His mother, Marion Violet Arrambide, 79, along with Strickland and Arrambide's nephew, Shane Williams, 33, had planned to evacuate to Arrambide's house near Dallas. They had two vehicles but no cell phone. They never arrived.

Roy Arrambide fears they were washed off the road.

After the storm, he hired an airboat to visit the area, where he saw dozens of submerged cars in the floodwaters and marshes along the peninsula's lone low-lying highway. But neither he nor anyone else has found his relatives or their vehicles. The house they left behind was damaged but intact.

Eight people, mostly from the Crystal Beach Volunteer Fire Department, have formed the core of continuing search efforts on the peninsula, though the members of Texas Task Force 2 came to conduct rescues, house-to-house reviews and provide other assistance.

"We have not gotten enough help, we're worn out," said Shawn Hall, a member of the High Island Volunteer Fire Department who said he joined the VFD search team for 12 days straight. "We have not had the resources to do the proper searches that need to done." He said they have relied on airboats provided by out-of-state volunteers.

So far, Galveston County Sheriff's Office officials, busy with searches themselves, have not allowed volunteers from Texas' EquuSearch, a nonprofit that specializes in searches, to respond to requests from families of 18 missing people on the peninsula, according to Tim Miller, its executive director.

Also unaccounted for are several transient beach residents who lived in travel trailers on the waterfront in places like Rollover Pass and San Leon.


'She needed to count'
Relatives and friends of the missing said they will keep pushing authorities to expand searches and to establish reliable and complete lists of missing persons.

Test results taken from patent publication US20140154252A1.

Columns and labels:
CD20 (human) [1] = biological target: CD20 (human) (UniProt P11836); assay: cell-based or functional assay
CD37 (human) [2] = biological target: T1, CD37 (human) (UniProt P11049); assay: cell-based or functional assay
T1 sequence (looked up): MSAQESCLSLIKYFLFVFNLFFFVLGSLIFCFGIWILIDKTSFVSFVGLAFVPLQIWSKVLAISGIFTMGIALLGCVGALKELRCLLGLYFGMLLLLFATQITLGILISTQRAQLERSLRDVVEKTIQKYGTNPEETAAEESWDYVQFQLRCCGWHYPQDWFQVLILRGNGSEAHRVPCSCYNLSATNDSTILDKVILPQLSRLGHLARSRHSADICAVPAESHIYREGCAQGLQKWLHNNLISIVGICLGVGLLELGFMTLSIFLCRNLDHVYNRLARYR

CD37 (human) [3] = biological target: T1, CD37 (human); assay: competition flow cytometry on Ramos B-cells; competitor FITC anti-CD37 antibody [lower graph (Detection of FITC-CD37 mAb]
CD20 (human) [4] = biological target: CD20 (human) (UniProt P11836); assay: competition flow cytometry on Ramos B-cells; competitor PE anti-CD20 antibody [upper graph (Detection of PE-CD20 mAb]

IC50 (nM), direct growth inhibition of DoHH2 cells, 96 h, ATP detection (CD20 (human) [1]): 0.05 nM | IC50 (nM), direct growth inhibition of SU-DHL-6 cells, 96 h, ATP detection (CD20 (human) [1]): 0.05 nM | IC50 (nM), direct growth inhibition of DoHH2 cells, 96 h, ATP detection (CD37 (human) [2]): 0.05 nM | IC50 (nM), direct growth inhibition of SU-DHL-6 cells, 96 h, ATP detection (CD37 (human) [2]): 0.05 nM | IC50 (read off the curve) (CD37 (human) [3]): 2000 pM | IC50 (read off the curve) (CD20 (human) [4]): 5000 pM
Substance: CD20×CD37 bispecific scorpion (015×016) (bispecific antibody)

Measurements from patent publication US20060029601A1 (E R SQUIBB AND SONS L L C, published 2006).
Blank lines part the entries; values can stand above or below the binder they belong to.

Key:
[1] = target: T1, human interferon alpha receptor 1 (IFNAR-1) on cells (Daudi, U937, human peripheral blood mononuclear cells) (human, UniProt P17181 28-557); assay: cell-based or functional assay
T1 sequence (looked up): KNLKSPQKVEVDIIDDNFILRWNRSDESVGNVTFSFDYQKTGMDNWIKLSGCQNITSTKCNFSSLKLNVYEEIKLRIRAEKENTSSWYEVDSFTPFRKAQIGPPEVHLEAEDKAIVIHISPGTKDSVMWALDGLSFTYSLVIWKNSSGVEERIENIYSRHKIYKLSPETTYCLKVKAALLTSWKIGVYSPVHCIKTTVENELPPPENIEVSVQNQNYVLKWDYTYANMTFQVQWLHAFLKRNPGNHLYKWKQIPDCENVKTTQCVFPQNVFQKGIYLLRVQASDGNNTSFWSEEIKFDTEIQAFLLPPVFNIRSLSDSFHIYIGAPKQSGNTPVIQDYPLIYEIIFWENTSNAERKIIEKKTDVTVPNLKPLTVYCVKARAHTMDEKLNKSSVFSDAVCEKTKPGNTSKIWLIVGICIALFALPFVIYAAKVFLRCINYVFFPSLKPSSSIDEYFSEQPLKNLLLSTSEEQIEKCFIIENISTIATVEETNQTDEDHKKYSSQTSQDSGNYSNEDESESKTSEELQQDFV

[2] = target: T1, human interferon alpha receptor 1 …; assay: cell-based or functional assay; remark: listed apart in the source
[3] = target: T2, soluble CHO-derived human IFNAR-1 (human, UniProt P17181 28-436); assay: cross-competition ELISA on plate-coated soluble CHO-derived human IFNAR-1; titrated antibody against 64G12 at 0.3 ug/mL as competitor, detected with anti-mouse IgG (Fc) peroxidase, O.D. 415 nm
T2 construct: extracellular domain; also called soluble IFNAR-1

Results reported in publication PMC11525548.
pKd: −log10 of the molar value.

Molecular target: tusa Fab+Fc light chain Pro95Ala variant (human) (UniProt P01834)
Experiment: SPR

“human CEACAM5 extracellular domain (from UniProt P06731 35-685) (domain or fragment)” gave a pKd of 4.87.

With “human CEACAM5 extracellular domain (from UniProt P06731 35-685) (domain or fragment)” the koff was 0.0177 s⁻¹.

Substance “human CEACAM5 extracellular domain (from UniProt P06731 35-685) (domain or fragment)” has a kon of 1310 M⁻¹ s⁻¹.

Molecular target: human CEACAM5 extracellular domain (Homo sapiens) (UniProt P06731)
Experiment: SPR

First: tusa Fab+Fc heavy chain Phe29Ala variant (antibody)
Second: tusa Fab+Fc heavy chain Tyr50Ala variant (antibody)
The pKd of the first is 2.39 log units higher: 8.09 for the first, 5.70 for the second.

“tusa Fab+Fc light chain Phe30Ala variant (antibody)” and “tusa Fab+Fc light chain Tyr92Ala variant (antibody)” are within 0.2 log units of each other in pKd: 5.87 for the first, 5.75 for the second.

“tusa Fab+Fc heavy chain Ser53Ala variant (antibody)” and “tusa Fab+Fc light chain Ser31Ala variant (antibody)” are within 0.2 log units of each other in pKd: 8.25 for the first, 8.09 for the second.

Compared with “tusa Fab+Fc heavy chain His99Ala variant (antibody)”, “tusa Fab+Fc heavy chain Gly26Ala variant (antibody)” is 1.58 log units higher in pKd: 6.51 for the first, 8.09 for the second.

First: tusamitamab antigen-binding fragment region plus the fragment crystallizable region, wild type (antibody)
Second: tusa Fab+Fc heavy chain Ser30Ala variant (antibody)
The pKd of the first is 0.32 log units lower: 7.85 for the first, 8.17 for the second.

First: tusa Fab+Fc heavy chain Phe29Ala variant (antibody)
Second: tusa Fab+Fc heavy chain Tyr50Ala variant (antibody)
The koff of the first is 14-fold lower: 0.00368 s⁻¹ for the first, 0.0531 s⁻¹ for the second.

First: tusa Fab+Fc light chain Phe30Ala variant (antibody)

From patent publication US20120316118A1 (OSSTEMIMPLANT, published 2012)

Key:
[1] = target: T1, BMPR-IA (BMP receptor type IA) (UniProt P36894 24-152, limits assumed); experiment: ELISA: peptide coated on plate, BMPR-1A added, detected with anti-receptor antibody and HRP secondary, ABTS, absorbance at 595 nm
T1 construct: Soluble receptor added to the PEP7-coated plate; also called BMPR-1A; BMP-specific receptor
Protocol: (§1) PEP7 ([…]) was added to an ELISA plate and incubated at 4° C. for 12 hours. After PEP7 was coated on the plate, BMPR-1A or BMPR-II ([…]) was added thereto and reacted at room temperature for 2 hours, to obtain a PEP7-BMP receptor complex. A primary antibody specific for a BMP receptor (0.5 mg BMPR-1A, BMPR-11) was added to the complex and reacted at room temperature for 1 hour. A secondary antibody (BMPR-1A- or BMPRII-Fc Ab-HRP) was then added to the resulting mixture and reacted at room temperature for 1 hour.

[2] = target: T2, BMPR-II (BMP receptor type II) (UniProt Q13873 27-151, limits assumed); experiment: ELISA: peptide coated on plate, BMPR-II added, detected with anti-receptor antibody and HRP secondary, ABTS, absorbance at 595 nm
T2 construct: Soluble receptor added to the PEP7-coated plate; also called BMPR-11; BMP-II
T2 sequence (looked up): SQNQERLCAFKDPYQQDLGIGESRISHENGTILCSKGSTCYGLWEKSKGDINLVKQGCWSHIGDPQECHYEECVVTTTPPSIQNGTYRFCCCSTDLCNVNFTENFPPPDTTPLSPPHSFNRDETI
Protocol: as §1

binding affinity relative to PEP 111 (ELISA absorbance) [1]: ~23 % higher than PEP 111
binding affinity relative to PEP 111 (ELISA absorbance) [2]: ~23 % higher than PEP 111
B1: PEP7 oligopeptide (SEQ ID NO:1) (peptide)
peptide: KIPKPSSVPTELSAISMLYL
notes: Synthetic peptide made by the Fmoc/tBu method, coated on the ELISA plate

"I didn't want the same thing in Galveston as in New Orleans, where they had all these unclaimed people after Hurricane Katrina," said JoAnnBurks, who was Gail Ettenger's neighbor and close friend. "I didn't want that for Gail. She needed to count."

Ettenger, a contract chemist who worked for ExxonMobil in Beaumont, loved living at the beach. She rose before dawn each day to walk with Reba, an aging black and white spotted Great Dane who looked like a Holstein calf.

Outside, Ettenger grew towering birds of paradise. Inside, she filled her bungalow with mementos: a wolfskin from New Mexico, a collection of nautical antiques and endless snapshots of Reba and beach sunsets.

All is lost now. Even Reba.

ehBeth
 
  2  
Reply Sun 28 Sep, 2008 09:17 am
@edgarblythe,
and more perspective
edgarblythe
 
  1  
Reply Sun 28 Sep, 2008 09:21 am
@ehBeth,
Thanks, ehbeth.
0 Replies
 
shewolfnm
 
  2  
Reply Sun 28 Sep, 2008 09:30 am
I can hear about the storms on the news, and hear numbers.... large numbers.. of people dying, missing, or otherwise just not accounted for.
400 people?
500 people?
100 people?

Those numbers I can not wrap my head around. I can visualize what 400 might look like standing in a room... 100.. I think I can name 100 people..
but when you read stories, and hear families talk about the people who were living in the storms path, that is when it makes sense. You can understand what is going on and the concept of missing people hits home. At least to me.

EB, I am glad to hear that your home and you and your wife made it through relatively unharmed and safe.
edgarblythe
 
  2  
Reply Sun 28 Sep, 2008 09:42 am
@shewolfnm,
Yep. We are among the lucky.
JPB
 
  3  
Reply Sun 28 Sep, 2008 10:06 am
@edgarblythe,
thanks for sharing your experience with us, edgar. I'm sure it was scary as hell at the time and no picnic afterwards.

The story of the still missing reminds me of what transpired post-Katrina. There's been a lot of coverage in the Houston/Galveston media about the low death counts but very little focus on the number missing. I don't hold out much hope for the folks on the Bolivar peninsula to be found any time soon.

I'm glad you and yours are safe.
edgarblythe
 
  1  
Reply Sun 28 Sep, 2008 10:31 am
@JPB,
Now the main menace is gone, people tend to file away the story as finished, but it will never be for some. Most of those persons were likely informed well in advance they were in harm's way, but it is human nature to discount even good advice.
0 Replies
 
realjohnboy
 
  2  
Reply Sun 28 Sep, 2008 10:34 am
@JPB,
amen to what JPB said.
edgarblythe
 
  1  
Reply Sun 28 Sep, 2008 10:45 am
@realjohnboy,
Who was it said, "Bring me giants?" Oh yes; Rostand's Cyrano de Bergerac. He never met a giant like IKe.
0 Replies